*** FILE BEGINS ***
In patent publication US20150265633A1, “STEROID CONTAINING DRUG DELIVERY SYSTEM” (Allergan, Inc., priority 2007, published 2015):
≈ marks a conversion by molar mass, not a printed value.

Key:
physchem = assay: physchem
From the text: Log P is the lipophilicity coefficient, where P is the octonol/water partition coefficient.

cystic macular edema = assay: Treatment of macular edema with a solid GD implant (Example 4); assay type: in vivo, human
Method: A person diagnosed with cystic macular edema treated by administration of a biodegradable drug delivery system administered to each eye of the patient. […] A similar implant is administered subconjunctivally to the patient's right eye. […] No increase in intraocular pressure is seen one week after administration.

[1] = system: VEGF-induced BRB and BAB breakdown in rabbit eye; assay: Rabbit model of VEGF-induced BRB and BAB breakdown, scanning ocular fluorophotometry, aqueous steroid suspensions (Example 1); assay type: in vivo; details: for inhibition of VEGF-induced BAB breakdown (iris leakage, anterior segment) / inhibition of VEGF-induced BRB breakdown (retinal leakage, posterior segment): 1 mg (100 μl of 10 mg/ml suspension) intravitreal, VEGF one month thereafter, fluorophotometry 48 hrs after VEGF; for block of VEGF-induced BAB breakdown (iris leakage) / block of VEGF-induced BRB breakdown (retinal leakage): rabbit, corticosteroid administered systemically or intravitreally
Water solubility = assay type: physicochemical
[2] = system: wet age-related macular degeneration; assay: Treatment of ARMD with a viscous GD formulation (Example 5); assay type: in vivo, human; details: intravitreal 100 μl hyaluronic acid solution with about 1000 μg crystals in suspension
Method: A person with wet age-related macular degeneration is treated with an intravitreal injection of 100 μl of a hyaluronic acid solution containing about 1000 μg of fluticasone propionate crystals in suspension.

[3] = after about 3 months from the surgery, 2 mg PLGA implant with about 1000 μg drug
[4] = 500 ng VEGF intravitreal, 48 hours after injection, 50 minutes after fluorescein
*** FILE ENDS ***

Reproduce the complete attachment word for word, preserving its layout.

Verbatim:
In patent publication US20150265633A1, “STEROID CONTAINING DRUG DELIVERY SYSTEM” (Allergan, Inc., priority 2007, published 2015):
≈ marks a conversion by molar mass, not a printed value.

Key:
physchem = assay: physchem
From the text: Log P is the lipophilicity coefficient, where P is the octonol/water partition coefficient.

cystic macular edema = assay: Treatment of macular edema with a solid GD implant (Example 4); assay type: in vivo, human
Method: A person diagnosed with cystic macular edema treated by administration of a biodegradable drug delivery system administered to each eye of the patient. […] A similar implant is administered subconjunctivally to the patient's right eye. […] No increase in intraocular pressure is seen one week after administration.

[1] = system: VEGF-induced BRB and BAB breakdown in rabbit eye; assay: Rabbit model of VEGF-induced BRB and BAB breakdown, scanning ocular fluorophotometry, aqueous steroid suspensions (Example 1); assay type: in vivo; details: for inhibition of VEGF-induced BAB breakdown (iris leakage, anterior segment) / inhibition of VEGF-induced BRB breakdown (retinal leakage, posterior segment): 1 mg (100 μl of 10 mg/ml suspension) intravitreal, VEGF one month thereafter, fluorophotometry 48 hrs after VEGF; for block of VEGF-induced BAB breakdown (iris leakage) / block of VEGF-induced BRB breakdown (retinal leakage): rabbit, corticosteroid administered systemically or intravitreally
Water solubility = assay type: physicochemical
[2] = system: wet age-related macular degeneration; assay: Treatment of ARMD with a viscous GD formulation (Example 5); assay type: in vivo, human; details: intravitreal 100 μl hyaluronic acid solution with about 1000 μg crystals in suspension
Method: A person with wet age-related macular degeneration is treated with an intravitreal injection of 100 μl of a hyaluronic acid solution containing about 1000 μg of fluticasone propionate crystals in suspension.

[3] = after about 3 months from the surgery, 2 mg PLGA implant with about 1000 μg drug
[4] = 500 ng VEGF intravitreal, 48 hours after injection, 50 minutes after fluorescein